plt.xlabel(r'$\frac{m}{2^r}$')
plt.ylabel(r'probility of $h(a)$ ending in at least $r$ 0s')
Out[2]:
<matplotlib.text.Text at 0x109993750>

namely,
\begin{equation} P \to \begin{cases} 1 \quad \text{if } m \gg 2^r \\ 0 \quad \text{if } m \ll 2^r \end{cases} \end{equation} hence, $2^R$ is unlikely to be either much too high or much too low.

Combining Estimates

Suppose we have $k$ hash functions, then $k$ estimates $E_i$ of $m$ are obtained, but how to combine those estimates?

Solutions:

  1. Average(E_i)
    cons: overestimate $\Leftarrow$ if $E_p \gg m \gg E_q$, $Ave(E_p, E_q) \to E_p$.

  2. Median(E_i)
    cons: estimate is always a power of 2.

  3. hybrid

    1. group $h_i$ to $b$ buckets containing $x$ hash functions.
      $x \geq C log_2 m$ in order to guarantee that any possible average can be obtained.
    2. average $E(h_i)$ in every buckets, obtain $E_b$.
    3. $\text{median}(E_b) \approx m$ when $b$ is sufficiently large,

space requirements:
keep one integer $R$ per hash function.

in practice, the time it takes to compute hash values would be the more significant limitation on the number of hash functions we use.

In [3]:
logger.setLevel('WARN')

# exercise 4.4.1

def Flajolet_Martin_algorithm(stream, hash_func, bits):
    R = 0
    
    for e in stream:
        h = hash_func(e)
        logger.info('e: {}, h:{}'.format(e, h))
        
        mask = 1
        
        for r in range(bits):
            logger.info('mask: {}'.format(mask))
            if not (h & mask):
                mask <<= 1
            else:
                break
        
        logger.info('r: {}, R: {}'.format(r, R))
        
        if(r > R):
            R = r
            
    return 2**R


stream = np.array([3, 1, 4, 1, 5, 9, 2, 6, 5], dtype=np.int)
print('count unique elements, real: {}'.format(len(np.unique(stream))))

print('h(x) = x % 32, counts: {}'.format(Flajolet_Martin_algorithm(stream, lambda x: (x) % 32, 5)))
print('h(x) = (2x + 1) % 32, counts: {}'.format(Flajolet_Martin_algorithm(stream, lambda x: (2*x + 1) % 32, 5)))
print('h(x) = (3x + 7) % 32, counts: {}'.format(Flajolet_Martin_algorithm(stream, lambda x: (3*x + 7) % 32, 5)))
print('h(x) = 4x % 32, counts: {}'.format(Flajolet_Martin_algorithm(stream, lambda x: (4*x + 0) % 32, 5)))        
count unique elements, real: 7
h(x) = x % 32, counts: 4
h(x) = (2x + 1) % 32, counts: 1
h(x) = (3x + 7) % 32, counts: 16
h(x) = 4x % 32, counts: 16
In [4]:
# exercise 4.4.2 
x = range(1, 33)

y = map(lambda x: (2*x + 1) % 32, x)
df = pd.DataFrame({'y':y})
df.plot(kind='hist', xlim=(0,32), legend=False)
Out[4]:
<matplotlib.axes._subplots.AxesSubplot at 0x109aa5490>
In [5]:
y = map(lambda x: (3*x + 7) % 32, x)
df = pd.DataFrame({'y' : y})
df.plot(kind='hist', xlim=(0,32), legend=False)
Out[5]:
<matplotlib.axes._subplots.AxesSubplot at 0x109c46450>
In [6]:
y = map(lambda x: (4*x + 0) % 32, x)
df = pd.DataFrame({'y':y})
df.plot(kind='hist', xlim=(0,32), legend=False)
Out[6]:
<matplotlib.axes._subplots.AxesSubplot at 0x10a107d90>

4.5 Estimating Moments

suppose we have a stream $s = e_1 e_2 \dotsm e_n \in {S}^n$.

kth-order moment = $\sum_{i \in S} m_i^k$,
where $m_i$ is the number of occurrences of the $i$-th element in $S$.

Example:

  1. 0th moment: the number of distinct elements, define $0^0 = 0$.

  2. 1th moment: the length of the stream.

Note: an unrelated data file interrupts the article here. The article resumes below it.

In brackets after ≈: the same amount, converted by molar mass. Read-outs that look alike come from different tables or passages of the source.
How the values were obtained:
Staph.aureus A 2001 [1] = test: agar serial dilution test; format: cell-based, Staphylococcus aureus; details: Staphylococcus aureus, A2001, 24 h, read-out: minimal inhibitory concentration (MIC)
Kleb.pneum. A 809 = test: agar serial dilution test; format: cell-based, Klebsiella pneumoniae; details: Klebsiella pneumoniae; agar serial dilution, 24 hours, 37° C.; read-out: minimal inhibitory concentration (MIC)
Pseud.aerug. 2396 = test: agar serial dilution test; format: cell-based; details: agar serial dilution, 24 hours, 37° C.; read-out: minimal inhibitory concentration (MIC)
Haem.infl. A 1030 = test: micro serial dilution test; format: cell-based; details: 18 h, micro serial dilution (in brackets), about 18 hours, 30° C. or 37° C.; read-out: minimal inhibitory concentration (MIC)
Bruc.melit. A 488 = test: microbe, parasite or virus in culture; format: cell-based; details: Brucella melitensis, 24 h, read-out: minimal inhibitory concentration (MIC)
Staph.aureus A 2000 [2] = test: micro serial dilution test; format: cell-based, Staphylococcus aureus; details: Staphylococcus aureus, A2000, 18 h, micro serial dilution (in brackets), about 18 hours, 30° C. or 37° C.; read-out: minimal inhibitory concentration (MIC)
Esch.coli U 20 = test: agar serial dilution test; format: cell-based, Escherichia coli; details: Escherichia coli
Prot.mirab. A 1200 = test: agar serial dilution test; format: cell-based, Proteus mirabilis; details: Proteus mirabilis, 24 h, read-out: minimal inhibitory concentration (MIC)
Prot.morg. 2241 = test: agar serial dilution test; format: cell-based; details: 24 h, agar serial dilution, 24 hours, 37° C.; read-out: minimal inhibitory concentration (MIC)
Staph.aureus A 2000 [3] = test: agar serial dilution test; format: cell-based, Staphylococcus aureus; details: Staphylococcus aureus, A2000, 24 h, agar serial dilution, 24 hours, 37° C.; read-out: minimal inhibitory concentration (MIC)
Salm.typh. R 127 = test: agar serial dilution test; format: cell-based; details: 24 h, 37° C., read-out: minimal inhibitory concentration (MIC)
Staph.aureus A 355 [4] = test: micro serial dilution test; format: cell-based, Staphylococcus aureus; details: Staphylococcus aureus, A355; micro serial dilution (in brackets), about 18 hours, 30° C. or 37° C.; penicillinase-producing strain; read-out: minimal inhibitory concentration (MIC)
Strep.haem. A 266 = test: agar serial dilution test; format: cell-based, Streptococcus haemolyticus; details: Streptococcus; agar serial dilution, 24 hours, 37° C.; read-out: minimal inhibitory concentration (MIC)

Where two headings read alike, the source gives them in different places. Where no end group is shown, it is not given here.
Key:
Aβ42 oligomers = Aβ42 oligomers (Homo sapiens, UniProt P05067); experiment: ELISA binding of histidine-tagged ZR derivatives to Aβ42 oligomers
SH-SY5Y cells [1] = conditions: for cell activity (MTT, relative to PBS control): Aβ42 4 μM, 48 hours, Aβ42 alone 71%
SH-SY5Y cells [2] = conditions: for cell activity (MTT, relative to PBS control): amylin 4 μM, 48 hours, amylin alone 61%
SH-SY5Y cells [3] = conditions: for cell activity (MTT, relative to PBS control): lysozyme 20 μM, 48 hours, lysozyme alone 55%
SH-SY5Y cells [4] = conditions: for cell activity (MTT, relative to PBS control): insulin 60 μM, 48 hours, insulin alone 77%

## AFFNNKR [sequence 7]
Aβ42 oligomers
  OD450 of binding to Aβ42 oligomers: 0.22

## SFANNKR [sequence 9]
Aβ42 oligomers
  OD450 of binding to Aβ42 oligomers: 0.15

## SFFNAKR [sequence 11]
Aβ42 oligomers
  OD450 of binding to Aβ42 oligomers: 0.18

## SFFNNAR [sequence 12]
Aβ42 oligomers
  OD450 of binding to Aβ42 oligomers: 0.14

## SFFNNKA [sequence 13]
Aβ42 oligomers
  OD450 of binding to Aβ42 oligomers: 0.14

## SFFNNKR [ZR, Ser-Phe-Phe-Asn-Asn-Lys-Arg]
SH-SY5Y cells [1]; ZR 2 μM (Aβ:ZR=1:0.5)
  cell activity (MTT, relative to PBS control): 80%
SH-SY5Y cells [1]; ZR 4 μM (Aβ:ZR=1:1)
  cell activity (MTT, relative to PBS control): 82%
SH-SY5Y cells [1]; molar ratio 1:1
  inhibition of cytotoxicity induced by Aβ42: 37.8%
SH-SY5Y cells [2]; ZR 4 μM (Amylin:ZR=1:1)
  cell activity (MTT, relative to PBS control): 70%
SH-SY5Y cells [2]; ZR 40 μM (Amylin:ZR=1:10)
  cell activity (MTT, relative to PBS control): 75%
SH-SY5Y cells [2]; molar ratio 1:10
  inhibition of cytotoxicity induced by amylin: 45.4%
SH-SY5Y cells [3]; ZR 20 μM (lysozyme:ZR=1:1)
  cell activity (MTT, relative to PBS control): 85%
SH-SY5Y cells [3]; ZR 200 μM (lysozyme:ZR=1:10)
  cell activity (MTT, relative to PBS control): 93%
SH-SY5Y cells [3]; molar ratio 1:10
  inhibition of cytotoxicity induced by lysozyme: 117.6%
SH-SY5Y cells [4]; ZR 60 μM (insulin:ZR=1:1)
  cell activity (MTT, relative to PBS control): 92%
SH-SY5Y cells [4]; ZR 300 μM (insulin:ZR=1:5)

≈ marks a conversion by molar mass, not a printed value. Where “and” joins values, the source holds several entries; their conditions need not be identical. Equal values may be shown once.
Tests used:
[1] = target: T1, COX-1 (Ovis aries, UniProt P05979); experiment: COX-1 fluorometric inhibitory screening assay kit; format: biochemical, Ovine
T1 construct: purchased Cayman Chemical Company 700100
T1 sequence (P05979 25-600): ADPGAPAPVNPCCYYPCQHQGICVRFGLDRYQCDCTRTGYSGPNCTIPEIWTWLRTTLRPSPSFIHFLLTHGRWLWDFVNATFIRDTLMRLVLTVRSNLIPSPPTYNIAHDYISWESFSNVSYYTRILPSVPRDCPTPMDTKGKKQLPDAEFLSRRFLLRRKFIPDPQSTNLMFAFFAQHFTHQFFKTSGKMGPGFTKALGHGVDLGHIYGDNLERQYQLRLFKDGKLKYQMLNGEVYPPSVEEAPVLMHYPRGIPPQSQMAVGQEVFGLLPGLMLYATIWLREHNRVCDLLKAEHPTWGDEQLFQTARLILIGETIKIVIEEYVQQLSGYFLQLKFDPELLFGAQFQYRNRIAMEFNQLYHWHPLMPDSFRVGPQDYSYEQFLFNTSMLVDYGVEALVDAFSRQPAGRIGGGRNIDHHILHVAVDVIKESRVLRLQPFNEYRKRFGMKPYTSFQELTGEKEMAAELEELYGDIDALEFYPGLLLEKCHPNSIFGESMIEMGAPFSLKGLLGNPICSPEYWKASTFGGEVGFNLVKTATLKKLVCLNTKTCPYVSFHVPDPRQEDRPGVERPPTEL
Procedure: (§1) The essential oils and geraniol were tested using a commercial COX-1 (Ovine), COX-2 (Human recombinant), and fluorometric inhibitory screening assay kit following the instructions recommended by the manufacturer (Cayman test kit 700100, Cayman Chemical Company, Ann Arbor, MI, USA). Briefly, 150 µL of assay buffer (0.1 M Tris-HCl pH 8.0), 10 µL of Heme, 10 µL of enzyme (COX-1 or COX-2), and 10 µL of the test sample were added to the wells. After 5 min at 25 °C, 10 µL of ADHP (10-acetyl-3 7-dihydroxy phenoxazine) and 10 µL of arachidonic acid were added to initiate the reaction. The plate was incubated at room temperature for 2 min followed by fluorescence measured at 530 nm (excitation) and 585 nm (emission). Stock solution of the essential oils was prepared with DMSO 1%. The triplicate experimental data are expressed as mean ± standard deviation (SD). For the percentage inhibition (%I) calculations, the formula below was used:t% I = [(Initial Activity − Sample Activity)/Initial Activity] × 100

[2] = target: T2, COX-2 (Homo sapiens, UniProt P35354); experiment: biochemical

3. 2nd moment: named the surprise number, since it measure how uneven the distribution of elements in the stream is.

4.5.2 The Alon-Matias-Szegedy Algorithm for Second Moments

We compute some number of variables,
for each variable $X$, we store:

  1. $X.element \in S$.

  2. $X.value = 1 + \sum_{i=k+1}^{n} I(e_i = X.element)$
    where $k = random(1,n)$ and $X.element = e_k$.

    namely, $X.value$ is the times $e_i$ picked randomly occurs in the position among $i, i+1, \dotsc, n$.

an estimate of the 2nd moment from any variable $X$ is: $$ E_x = n(2 X.value - 1)$$
2nd moment $\gets Ave_{x \in S} (E_x)$

Analysis: Why it works

Let $s = e_1 e_2 \dotsm e_n$, and $e \in S = {S_1, S_2, \dotsc, S_u}$.
$c_i$ is the number of times $e_i$ appears among positions $i, i+1, \dotsc, n$.

for any picked position $i$,
\begin{align} E[n(2X.value - 1)] &= n(2 E[X.value] - 1) \\ &= n(2 \frac{1}{n} \sum_{i=1}^{n} (c_i) - 1) \\ &= \sum_{i=1}^{n} (2 c_i - 1) \\ &\text{for every $S_j$, existing an arithmetic progression } \sum_a 1+3+ \dotsb + (2m_a -1) \\ &= \color{red}{ \sum_{j=1}^{u} \sum_{k=1}^{m_{S_j}} (2k - 1) } \\ &= \sum_{j=1}^{u} \frac{m_{S_j}}{2} (1 + (2 m_{S_j} - 1)) \\ &= \sum_{j=1}^{u} m^2_{S_j} \quad = \text{ 2nd moment} \end{align}

Higher-Order Moments

for any $k \geq 2$ and $v = X.value$,
estimate $k$th moments is $$n (v^k - (v-1)^k)$$.

because for given a, $\sum_{v=1}^{m_a} (v^k - (v-1)^k) = m_a^k$.

4.5.5 Dealing With Infinite

In practice, $n$ is not fixed, but it grows with time.

  • store variable: $> log_2 n$ bits.

  • break the condition: every position is picked in equal probility.

Solution:
idea: maintain as many variable $X$ as possible at all times, and to throw some out as the stream grows.

Suppose we have space to store $s$ variables, and we have seen $n$ stream elements.
hence, the probility of any particular position is picked is $\frac{s}{n}$.

When the $(n+1)$th element arrivs, pick that position with probility $\frac{s}{n+1}$.

  • if not picked, $s$ remained.
  • if picked, one of $s$ is ruled out in equal probility, and replaced by the $(n+1)$ position of element $e(n+1)$ with initial value $1$.

Analysis: how the solution correct the probility of any position picked?

  1. for the $(n+1)$th position, the probility of being picked is: $$\frac{s}{n+1}$$